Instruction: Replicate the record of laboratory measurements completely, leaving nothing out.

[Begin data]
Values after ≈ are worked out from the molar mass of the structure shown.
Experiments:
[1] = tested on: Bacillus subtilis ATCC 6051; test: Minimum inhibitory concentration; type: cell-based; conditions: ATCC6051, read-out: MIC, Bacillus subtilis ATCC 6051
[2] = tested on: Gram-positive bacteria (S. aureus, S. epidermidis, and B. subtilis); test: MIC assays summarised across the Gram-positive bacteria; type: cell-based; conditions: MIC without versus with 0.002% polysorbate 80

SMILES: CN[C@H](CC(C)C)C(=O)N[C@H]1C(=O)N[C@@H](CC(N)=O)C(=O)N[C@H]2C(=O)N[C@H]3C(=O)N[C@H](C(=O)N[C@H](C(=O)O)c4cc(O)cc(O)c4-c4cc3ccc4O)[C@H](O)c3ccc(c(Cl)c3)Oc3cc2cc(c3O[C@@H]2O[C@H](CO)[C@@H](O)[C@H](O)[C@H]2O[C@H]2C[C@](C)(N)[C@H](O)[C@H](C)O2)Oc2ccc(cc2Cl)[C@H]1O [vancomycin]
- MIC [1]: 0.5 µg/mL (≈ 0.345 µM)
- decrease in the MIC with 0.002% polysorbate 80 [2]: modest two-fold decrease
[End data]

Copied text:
Values after ≈ are worked out from the molar mass of the structure shown.
Experiments:
[1] = tested on: Bacillus subtilis ATCC 6051; test: Minimum inhibitory concentration; type: cell-based; conditions: ATCC6051, read-out: MIC, Bacillus subtilis ATCC 6051
[2] = tested on: Gram-positive bacteria (S. aureus, S. epidermidis, and B. subtilis); test: MIC assays summarised across the Gram-positive bacteria; type: cell-based; conditions: MIC without versus with 0.002% polysorbate 80

SMILES: CN[C@H](CC(C)C)C(=O)N[C@H]1C(=O)N[C@@H](CC(N)=O)C(=O)N[C@H]2C(=O)N[C@H]3C(=O)N[C@H](C(=O)N[C@H](C(=O)O)c4cc(O)cc(O)c4-c4cc3ccc4O)[C@H](O)c3ccc(c(Cl)c3)Oc3cc2cc(c3O[C@@H]2O[C@H](CO)[C@@H](O)[C@H](O)[C@H]2O[C@H]2C[C@](C)(N)[C@H](O)[C@H](C)O2)Oc2ccc(cc2Cl)[C@H]1O [vancomycin]
- MIC [1]: 0.5 µg/mL (≈ 0.345 µM)
- decrease in the MIC with 0.002% polysorbate 80 [2]: modest two-fold decrease